to their 2e students: diagnostic testing services, note-taking services, oral tests,
readers, tutors, books on tape, reading machines, tape recorders, videotaped classes,
untimed tests, a learning center, a resource center/clearinghouse, and modification
of the requirements for graduation.”Those 2e “bad kids” by Nadia Webb
A number of experts and specialists in the twice exceptional field believe that gifted
children can be misdiagnosed with a deficit or syndrome due to characteristics arising
from their giftedness. These characteristics can be more intense in more highly gifted
Extreme caution should be employed in diagnosing problems BEFORE an adequate response
to the child’s giftedness is put in place. A severely under challenged socially advanced
profoundly gifted child may appear to have the symptoms of Asperger’s Syndrome and
ADHD if stuck in lock-step progress though school with age peers.
Few specialists in the emotional and behavioural problems of children are familiar
with characteristics and complications arising from exceptional giftedness and may
misinterpret an exceptionally or profoundly gifted child’s behaviour and responses.
“Many gifted and talented children (and adults) are being mis-diagnosed by psychologists,
psychiatrists, pediatricians, and other health care professionals. The most common
mis-diagnoses are: Attention Deficit Hyperactivity Disorder (ADHD), Oppositional
Defiant Disorder (OD), Obsessive Compulsive Disorder (OCD), and Mood Disorders such
as Cyclothymic Disorder, Dysthymic Disorder, Depression, and Bi-Polar Disorder. These
common misdiagnoses stem from an ignorance among professionals about specific social
and emotional characteristics of gifted children which are then mistakenly assumed
by these professionals to be signs of pathology.”
Some workers in the field of giftedness are interested in the possibility that Dabrowski’s
Over Excitabilities may be more common among the gifted – though so far no comparative
research substantiates this. It is thought that Dabowski’s Over Excitabilities may
mimic some learning difficulties, but great caution should be exercised in assuming
Over Excitablities are responsible for learning differences. The child should first
be assessed by a psychologist highly experienced in twice exceptional children, or
such an assumption may lead to the child not getting the help they need for a real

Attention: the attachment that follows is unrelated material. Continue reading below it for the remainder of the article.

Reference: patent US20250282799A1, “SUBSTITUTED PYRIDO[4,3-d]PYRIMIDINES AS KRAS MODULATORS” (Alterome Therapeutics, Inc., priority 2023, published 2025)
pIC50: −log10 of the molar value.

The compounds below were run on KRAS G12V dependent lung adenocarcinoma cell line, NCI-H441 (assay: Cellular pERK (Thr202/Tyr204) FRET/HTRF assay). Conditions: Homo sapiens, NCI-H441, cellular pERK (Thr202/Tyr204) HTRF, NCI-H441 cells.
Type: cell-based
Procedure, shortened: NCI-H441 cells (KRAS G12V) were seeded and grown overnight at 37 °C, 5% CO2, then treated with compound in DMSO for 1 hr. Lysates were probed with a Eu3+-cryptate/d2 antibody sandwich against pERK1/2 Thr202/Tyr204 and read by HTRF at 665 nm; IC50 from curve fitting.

“When people think of a twice-exceptional child, they usually think of someone who’s
gifted and learning-disabled. The “second exceptionality” is typically an educational
issue like dyslexia, or sometimes a physiological issue like sensory integration
dysfunction. In other cases, however, a child’s second condition is said to be emotional,
social, or behavioral. These are the children described as hard-to-manage, badly
behaved, or just plain odd – despite, or perhaps because of, their high intelligence.
They may even receive psychiatric diagnoses like Attention Deficit/Hyperactivity
Disorder (AD/HD), Asperger Syndrome, or Bipolar Disorder.” From “When your child’s
second exceptionality is emotional: Looking beyond psychiatric diagnosis” by Barbara
Exceptional giftedness can also cause problems in obtaining an accurate diagnosis
of physical problems, as, for example, the case of a child with auditory processing
disorder who was passed as ‘normal’ after reading the tester’s body language and
script upside down across the desk, enabling her to give correct responses during
testing. The tester simply could not believe such a young child could do such a thing.
Something as simple as accurate eye testing can be difficult if the optician does
not believe that the child has read the letter chart on entering the office, and
is quite capable of both repeating it without being able to see it, and being too
embarrassed (or too mischievous) to admit they can’t actually see it!
There are also sometimes cases of teachers or parents reaching judgements which they
are unqualified to make, particularly in ‘identifying’ a child with Attention Deficit
Hyperactivity Disorder or Asperger’s Syndrome.
Gifted children can certainly have Attention Deficit Hyperactivity Disorder (ADHD)
or Attention Deficit Disorder (ADD), but sometimes they behave as if they have it
when they don’t simply because they are so bored in the classroom.
However, in some cases it is very hard even for the experts to distinguish whether
the gifted child has no ADHD or is just very capable at compensation. The most important
thing to remember in this case is to listen to the child and how they describe themselves
and their ability to complete required but uninteresting tasks, particularly for
an older child who is able to compare themselves with others and to analyse and articulate
Other conditions, such as auditory processing disorder (APD or CAPD) or sensory processing
disorder, may make the child appear to have ADHD.
“Often, children with CAPD are suspected of having attention deficit/hyperactivity
disorder (ADHD). Like children with ADHD, children with CAPD can appear
distractible or inattentive. CAPD children with auditory hypersensitivities who become
over-stimulated by noise are especially likely to be diagnosed with ADHD. Many
children with CAPD also have dysfunctional sensory integration (DSI), which can cause
Before referring a gifted child for ADD/ADHD evaluation by Sharon Lind “There is